Please Wait. Searching ...
|Case Number:||Environment and Land Case 258 2017|
|Parties:||Michaela Cherrett v Christine Narumu Lepedo|
|Date Delivered:||19 Nov 2021|
|Court:||Environment and Land Court at Nakuru|
|Citation:||Michaela Cherrett v Christine Narumu Lepedo  eKLR|
|Court Division:||Environment and Land|
|Case Outcome:||Suit shall be mentioned on 8th December 2021 for directions as to hearing|
|Disclaimer:||The information contained in the above segment is not part of the judicial opinion delivered by the Court. The metadata has been prepared by Kenya Law as a guide in understanding the subject of the judicial opinion. Kenya Law makes no warranties as to the comprehensiveness or accuracy of the information|
REPUBLIC OF KENYA
IN THE ENVIRONMENT AND LAND COURT AT NAKURU
ELC NO. 258 OF 2017
CHRISTINE NARUMU LEPEDO...............................DEFENDANT/APPLICANT
1. The applicant moved the court through a Notice of Motion dated 21/09/2021 brought under Section 3,3A and 63(c) and (e) of the Civil Procedure Act Cap 21 Laws of Kenya and Order 10 rule 11, Order 22 Rule 52, Order 45 and Order 51 rules 1 and 3 of the Civil Procedure Rules 2010 seeking the following orders:-
4. THAT this Honorable Court be pleased to issue temporary stay of execution of the judgment, decree and all consequential orders delivered on 18th May, 2021 pending the inter-parte hearing and determination of this suit.
5. THAT this Honorable Court be pleased to set aside the judgment and all consequential orders issued on the 18th May, 2021 in its entirety.
6. THAT this Honorable court be pleased to grant the defendant leave to file their defence and counterclaim in the instant suit.
7. THAT the cost of the application be provided for.
2. The application is supported by an affidavit dated 21/09/2021 sworn by Christine Narumu Lepedo where she deposed that she is the widow to the late Harold William Blunt and that the suit property has been her matrimonial property; that the plaintiff/respondent herein is a daughter to Dr. Peter Blunt who is a son to her deceased husband from his previous marriage contracted in Britain; that she was not directly served with the pleadings but only informed by relatives of the posting on the Standard Newspaper of the substituted service and proceeded to instruct her advocates Kale, Maina & Bundotich and ever since she has not been informed of the progress of the matter.
3. She went on to depose that she has a pre-existing medical condition and that covid-19 pandemic has rendered her a high risk individual hence unable to physically travel to the court registry to inquire about her case; that after being informed by a relative that the matter was finalized she followed up on the matter with her advocate who had not been attending court and that this was not the mistake of the defendant but that of the advocate and hence she should not bear the brunt for her advocates mistakes.
4. That there is imminent threat of enforcement of execution of the said judgement, decree and consequential orders therein; that the plaintiff/respondent obtained judgment in deceit by referring to her as a caretaker when she knew that she was the widow and a legal representative to the estate of the late Harry Blunt(deceased); that execution of such orders against the defendant/applicant will leave the family of Harry Blunt(deceased) destitute as that was her matrimonial home; that she only moved out of the suit property when it became apparent that her life and that of her children were in danger pursuant to the alleged eviction notice.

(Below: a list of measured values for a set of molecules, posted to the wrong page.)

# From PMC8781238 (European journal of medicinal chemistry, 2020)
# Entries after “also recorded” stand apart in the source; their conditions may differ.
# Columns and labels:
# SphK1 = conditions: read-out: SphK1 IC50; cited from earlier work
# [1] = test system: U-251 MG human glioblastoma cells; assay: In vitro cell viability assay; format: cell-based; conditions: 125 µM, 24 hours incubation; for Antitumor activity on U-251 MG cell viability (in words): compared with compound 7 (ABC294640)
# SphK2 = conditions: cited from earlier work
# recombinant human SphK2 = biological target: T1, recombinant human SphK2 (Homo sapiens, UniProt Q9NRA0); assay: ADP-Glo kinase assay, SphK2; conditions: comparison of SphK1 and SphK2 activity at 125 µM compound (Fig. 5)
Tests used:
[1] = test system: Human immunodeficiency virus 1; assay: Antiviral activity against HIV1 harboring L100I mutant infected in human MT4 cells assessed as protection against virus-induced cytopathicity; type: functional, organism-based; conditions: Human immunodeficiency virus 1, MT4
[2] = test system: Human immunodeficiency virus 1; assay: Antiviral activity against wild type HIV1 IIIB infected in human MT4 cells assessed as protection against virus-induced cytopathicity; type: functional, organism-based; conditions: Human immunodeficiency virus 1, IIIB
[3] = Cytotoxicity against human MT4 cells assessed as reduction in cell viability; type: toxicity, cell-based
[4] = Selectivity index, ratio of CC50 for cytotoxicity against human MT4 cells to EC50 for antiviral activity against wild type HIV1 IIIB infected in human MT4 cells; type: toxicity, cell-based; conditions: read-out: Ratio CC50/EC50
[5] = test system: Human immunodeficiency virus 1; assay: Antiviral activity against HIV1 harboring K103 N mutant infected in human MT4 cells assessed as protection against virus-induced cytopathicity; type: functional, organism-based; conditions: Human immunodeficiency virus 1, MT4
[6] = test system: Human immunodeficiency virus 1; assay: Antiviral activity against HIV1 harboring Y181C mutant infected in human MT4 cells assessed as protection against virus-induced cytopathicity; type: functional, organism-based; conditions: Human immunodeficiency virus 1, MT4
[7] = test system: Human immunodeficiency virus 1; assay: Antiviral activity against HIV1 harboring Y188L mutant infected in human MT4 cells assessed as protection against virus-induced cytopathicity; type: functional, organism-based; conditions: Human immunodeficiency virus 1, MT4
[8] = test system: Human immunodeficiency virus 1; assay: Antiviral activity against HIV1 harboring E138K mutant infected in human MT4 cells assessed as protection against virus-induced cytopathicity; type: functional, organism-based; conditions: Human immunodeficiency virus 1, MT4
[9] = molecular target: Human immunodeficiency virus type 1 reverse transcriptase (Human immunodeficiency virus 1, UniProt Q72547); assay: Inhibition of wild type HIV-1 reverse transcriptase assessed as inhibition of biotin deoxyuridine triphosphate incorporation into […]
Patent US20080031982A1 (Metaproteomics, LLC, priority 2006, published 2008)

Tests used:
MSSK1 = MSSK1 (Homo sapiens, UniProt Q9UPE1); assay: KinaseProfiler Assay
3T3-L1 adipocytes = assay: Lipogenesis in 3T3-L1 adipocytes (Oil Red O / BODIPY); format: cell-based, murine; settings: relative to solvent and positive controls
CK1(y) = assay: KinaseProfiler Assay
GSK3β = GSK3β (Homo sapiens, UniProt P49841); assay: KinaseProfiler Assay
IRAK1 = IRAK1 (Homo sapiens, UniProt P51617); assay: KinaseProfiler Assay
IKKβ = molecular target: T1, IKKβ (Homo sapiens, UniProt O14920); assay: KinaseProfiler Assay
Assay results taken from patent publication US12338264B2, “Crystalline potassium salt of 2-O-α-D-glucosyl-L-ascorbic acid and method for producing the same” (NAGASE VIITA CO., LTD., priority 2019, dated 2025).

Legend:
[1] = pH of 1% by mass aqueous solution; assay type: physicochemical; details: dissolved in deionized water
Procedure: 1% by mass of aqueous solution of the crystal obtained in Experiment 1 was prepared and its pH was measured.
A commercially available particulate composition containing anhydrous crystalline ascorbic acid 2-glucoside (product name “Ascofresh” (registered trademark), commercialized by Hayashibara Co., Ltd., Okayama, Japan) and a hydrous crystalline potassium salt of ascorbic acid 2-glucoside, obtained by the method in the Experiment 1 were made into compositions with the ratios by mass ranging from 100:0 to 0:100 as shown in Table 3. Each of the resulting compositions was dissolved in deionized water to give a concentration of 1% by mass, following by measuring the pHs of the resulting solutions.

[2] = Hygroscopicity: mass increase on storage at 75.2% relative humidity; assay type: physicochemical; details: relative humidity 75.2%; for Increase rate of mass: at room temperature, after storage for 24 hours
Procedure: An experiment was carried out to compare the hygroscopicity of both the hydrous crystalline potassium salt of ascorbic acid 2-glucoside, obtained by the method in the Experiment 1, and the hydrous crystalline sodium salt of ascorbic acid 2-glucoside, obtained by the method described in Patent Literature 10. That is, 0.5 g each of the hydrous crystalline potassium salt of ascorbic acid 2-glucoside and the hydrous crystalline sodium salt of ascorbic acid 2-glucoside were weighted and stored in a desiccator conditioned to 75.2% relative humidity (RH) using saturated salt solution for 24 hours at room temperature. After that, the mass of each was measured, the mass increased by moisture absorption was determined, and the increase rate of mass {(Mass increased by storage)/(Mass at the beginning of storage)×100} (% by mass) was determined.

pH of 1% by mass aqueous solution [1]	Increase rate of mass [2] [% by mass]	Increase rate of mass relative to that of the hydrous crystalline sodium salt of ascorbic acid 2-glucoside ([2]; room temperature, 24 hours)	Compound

5. She further stated that she had registered a caution over suit property Nakuru Municipality Block No. 17/291 given her overriding matrimonial interest. She finally deposed that it is just and equitable for her to be allowed the opportunity to ventilate her case as she has a strong defence which raises triable issues.
6. There is no response to the application on record filed by the respondent.
7. Upon perusal of the court record, there are no submissions filed by either of the parties.
8. After considering the application, the only issue for determination is whether the court should set aside the judgement issued on 18/05/2021 and grant the defendant leave to file her defence and counterclaim.
9. The applicant alleges that she was served by way of substituted service on 6/03/2018 and thereafter appointed the firm of Kale Maina & Bundotich to conduct the defence on her behalf. That her advocates failed to inform her of the progress of the matter and that she later came to learn that judgement in the matter had been delivered on 18/05/2021.
10. Upon perusing the record, there is a Notice of Appointment of Advocates filed by Kale Maina & Bundotich, counsel for the applicant dated 3/07/2019 and filed on 8/07/2019. There is also an affidavit of service on record sworn by Muhuyu Mwaniki sworn on 17/02/2021 which shows that the applicant’s counsel was served with the hearing notice of the date when the matter came up for hearing.
11. In the case of Rajesh Rughani –v- Fifty Investment Ltd. & Another (2005) eKLR the Court of Appeal held that:
“It is not enough simply to accuse the Advocate of failure to inform as if there is no duty on the client to pursue his matter. If the Advocate was simply guilty of inaction that is not an excusable mistake which the Court may consider with some sympathy”.
12. The court also in the case of Habo Agencies Limited –v-Wilfred Odhiambo Musingo (2015) eKLR stated that;
“It is not enough for a party in litigation to simply blame the Advocates on record for all manner of transgressions in the conduct of the litigation. Courts have always emphasized that parties have a responsibility to show interest in and to follow up their cases even when they are represented by counsel"